Wills And Probate Law

What You Need to Know About Wills And Probate Law

Probate or proof of a Will is a procedure whereby the New York Surrogate's Court determines the validity of a writing as a person's Will.  The Court must be satisfied that the document offered for probate was properly executed according to New York statutes and rules and reflects the decedent's desires.  The statutes that provide the basic rules regarding estates are contained in the New York Estates, Powers and Trusts Law and the Surrogate's Court Procedure Act.  Wills are probated in the Surrogate's Court.  These courts are located in each county in the state.  For example, there is a Bronx County Surrogate's Court and a New York (Manhattan) Surrogate's Court.  Each county court has its own set of judges.  Typically, the probate process requires the filing of a petition with the Court and notice to appropriate members of the decedent's family and also to those named in the Will.  The members of the family required to receive notice are those who are the decedent's next of kin or distributees.  While most decedent's are survived by close family members such as a spouse, children or brothers and sisters, sometimes the closest relative is much more distant such as first or second cousins.  In these cousin cases it may be difficult to trace back a family tree and the Court may require kinship proof to determine the identity of these persons. Wills and probate law can be complex.  Improperly prepared or unclear documents, Will contests and searches for missing heirs can result in delay and immense cost.  After the Court is satisfied with a Will's validity, a document called Letters Testamentary are issued by the Court to the Executor of the Will.  The Executor then has the authority to administer the decedent's estate.  The Executor is required to collect the decedent's assets, pay the estate liabilities and expenses and then distribute the remaining estate funds to beneficiaries according to the terms of the Will.  The collection of estate assets may require the sale of items such as the decedent's home or other real estate.  All of the things and interests owned by the decedent at the time of death must be valued to determine whether the estate is required to file and pay New York or Federal estate taxes.  During the course of estate administration, the Executor may also need to pay income taxes for the estate.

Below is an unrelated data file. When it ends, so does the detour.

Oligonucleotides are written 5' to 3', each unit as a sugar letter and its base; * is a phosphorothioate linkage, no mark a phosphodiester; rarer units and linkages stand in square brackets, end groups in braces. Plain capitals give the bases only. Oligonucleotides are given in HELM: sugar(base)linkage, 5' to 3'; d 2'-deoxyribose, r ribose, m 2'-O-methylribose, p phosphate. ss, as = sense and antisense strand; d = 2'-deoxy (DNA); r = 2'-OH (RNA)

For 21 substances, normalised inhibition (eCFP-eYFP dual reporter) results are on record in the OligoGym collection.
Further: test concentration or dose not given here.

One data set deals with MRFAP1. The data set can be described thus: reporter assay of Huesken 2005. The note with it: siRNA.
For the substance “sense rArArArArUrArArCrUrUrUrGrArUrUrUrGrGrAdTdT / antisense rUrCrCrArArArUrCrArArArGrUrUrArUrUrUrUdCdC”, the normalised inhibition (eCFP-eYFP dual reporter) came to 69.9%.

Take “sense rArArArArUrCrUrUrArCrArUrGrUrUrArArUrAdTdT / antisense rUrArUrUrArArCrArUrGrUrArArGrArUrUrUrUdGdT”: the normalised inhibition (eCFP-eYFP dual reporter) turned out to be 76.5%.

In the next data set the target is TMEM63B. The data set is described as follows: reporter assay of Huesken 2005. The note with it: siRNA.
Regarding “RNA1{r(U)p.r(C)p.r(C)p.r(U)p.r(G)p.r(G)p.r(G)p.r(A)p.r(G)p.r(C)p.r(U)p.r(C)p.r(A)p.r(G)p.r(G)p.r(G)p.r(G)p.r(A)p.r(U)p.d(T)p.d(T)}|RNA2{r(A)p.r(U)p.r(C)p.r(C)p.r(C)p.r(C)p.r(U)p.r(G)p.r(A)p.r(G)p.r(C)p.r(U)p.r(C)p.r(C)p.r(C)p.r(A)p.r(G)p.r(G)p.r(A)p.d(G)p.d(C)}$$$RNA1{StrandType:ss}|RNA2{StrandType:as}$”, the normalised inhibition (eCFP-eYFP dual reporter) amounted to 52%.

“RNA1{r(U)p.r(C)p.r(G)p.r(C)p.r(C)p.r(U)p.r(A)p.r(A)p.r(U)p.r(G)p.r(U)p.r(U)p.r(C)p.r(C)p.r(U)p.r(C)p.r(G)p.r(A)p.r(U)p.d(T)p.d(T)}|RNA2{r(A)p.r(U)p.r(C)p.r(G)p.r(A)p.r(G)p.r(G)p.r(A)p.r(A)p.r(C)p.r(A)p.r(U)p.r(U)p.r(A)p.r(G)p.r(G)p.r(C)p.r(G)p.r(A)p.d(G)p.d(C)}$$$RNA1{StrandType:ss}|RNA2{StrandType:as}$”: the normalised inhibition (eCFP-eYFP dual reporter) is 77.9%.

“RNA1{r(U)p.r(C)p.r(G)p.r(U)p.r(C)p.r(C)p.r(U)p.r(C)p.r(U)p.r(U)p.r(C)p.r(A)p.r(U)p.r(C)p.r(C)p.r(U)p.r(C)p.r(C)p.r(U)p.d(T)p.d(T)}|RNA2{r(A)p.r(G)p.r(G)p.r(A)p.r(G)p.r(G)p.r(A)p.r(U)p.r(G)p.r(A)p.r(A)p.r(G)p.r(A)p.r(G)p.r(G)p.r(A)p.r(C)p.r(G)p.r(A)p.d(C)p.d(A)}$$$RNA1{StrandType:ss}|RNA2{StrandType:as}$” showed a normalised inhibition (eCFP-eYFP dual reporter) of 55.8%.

Unfortunately, just having a Will won't automatically prevent a prolonged and painful probate process. Wills are challenged all the time. To be sure your Will is protected as much as possible against challenges, especially if your estate is large, you should consult with a qualified attorney who is mindful of New York laws and procedures governing estates.  There are many issues that can be raised regarding the validity of a Will such as lack of testamentary capacity, undue influence and improper execution or signing of the Will.

I have 30 years of experience in both preparing Wills and estate plans for clients and representing clients in probate proceedings in the Surrogate's Courts throughout New York State.  I have successfully helped clients with the probate of Wills, litigating Will contests and with administering estates.

I graduated in the top 10% of my class at The New England School of Law in Boston and served on the “Law Review.”  My major accomplishments include my own law practice and serving on the staff of a NYC Councilperson and a NYS Assemblyman.  My practice prides itself on personal attention to client needs.

Please come in to my office for a free consultation and meet with me to discuss your options. To contact my office located in Manhattan call (212) 355-2575 or e-mail